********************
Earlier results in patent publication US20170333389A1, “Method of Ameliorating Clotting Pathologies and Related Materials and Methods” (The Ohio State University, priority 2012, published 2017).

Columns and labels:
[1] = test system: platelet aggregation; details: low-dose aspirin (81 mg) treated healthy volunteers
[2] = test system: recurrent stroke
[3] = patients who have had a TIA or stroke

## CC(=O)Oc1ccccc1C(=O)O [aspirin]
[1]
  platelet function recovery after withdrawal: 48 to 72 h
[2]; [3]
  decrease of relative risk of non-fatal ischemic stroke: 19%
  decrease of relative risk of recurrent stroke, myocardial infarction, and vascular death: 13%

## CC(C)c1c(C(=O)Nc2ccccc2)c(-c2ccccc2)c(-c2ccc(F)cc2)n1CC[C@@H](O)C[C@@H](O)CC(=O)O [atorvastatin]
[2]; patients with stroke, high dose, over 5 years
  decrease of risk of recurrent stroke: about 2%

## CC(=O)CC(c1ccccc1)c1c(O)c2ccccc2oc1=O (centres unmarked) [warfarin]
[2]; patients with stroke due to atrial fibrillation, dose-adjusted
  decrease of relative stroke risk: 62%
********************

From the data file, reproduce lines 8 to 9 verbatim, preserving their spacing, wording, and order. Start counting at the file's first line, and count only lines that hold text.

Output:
  platelet function recovery after withdrawal: 48 to 72 h
[2]; [3]